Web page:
In a Mastery-Based Progression, students should reach a point of awareness of specific competencies they have already mastered and that they have yet to master. For the latter, since every student in the room might have a different set of competencies to focus on, it is best practice to create a space and time during which students can work at their own pace on specific competencies or standards.
This self-paced work can take multiple forms: Small group or 1:1 work with the teacher on a specific competency is one powerful example but while a small group work with a teacher, the rest of the group should have access to quality, organized learning resources allowing them to grow in the competency of their choice with a combination of online and face to face activities.
This strategy will help you discover Hyperdoc Pathways to Mastery or Hyperdoc Playlists and how to build them to leverage existing resources, and hold students accountable to their goals.
Choose a competency/standard and create a Google Doc focused on helping students to reach mastery in this competency. This four column structure (examples of which can be found in the resources below) can help:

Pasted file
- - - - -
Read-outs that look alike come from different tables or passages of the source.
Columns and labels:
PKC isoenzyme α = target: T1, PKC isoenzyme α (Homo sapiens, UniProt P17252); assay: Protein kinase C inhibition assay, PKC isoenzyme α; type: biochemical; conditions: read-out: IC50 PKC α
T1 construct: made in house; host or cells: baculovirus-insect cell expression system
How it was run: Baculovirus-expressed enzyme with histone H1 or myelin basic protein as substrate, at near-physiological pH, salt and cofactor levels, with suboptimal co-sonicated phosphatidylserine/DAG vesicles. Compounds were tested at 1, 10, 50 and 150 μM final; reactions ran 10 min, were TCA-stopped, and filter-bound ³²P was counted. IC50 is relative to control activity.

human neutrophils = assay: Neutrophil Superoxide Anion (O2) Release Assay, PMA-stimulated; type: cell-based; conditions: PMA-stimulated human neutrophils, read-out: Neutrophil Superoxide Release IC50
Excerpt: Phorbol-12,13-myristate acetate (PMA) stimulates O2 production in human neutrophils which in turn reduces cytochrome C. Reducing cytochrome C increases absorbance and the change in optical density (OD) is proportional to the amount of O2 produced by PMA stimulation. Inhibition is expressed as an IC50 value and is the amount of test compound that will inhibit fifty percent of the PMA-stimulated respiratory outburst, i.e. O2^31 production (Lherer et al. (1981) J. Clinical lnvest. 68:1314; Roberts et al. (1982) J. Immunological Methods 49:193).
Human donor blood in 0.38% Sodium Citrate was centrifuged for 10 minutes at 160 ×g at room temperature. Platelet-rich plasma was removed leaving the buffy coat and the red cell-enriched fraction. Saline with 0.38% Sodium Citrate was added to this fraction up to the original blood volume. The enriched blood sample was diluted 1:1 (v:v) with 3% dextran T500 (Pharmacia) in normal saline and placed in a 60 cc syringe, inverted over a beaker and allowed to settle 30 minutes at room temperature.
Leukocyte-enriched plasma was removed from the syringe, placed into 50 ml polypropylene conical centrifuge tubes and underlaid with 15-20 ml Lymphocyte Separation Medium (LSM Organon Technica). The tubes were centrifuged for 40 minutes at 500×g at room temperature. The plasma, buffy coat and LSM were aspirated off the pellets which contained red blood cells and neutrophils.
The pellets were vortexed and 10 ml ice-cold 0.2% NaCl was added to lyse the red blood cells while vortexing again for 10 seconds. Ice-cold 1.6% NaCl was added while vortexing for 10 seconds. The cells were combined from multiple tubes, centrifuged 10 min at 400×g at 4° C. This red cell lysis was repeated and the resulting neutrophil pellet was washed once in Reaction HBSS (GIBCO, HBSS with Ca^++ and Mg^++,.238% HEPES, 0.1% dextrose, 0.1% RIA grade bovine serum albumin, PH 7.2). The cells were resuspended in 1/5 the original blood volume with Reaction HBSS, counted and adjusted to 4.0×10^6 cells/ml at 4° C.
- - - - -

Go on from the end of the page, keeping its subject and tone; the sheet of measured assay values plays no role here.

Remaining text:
1st column for the title of an activity
2nd column for the description of an activity
3rd column for notes or questions
4th column for date completed and possibly score or link to a product created
Traditional paper-based, written methods of assessment may limit ELs' ability to demonstrate their learning. In conjunction with traditional assessments, consider giving ELs the opportunity to demonstrate their learning through:
Oral presentations or re-tellings
The idea of creating multiple pathways for different standards/competencies can feel overwhelming at first. My advice is to start by creating just one, and without elements of choice or differentiation yet. This will help you build a skeleton to iterate from for all your upcoming pathways. It will also help you stay on top of that first one and give students feedback, which is essential. There is always time later on to create more and to give more choices and control gradually!
When you give more traditional assessments, take a moment to compare mastery data from these assessments with mastery data from the work of students in their pathway. Look for alignment and discrepancies. Confer with students to make them aware of the differences. Consider building multi-standard pathways geared toward helping students make decisions when facing a more complex problem.
A HyperDoc can be used to provide structure and detail for a self-paced activity where students are assessing at different times. A HyperDoc can be designed from templates or created from scratch using a word processing program. Students can type directly into these documents or use them as a guide for learning a concept or skill
What makes the hyperdoc a great tool for pathways is its interactivity. Students can then use their hyperdoc pathway both as a way to access content, but also to create content, ideas and reflections and share them. It is a two way street!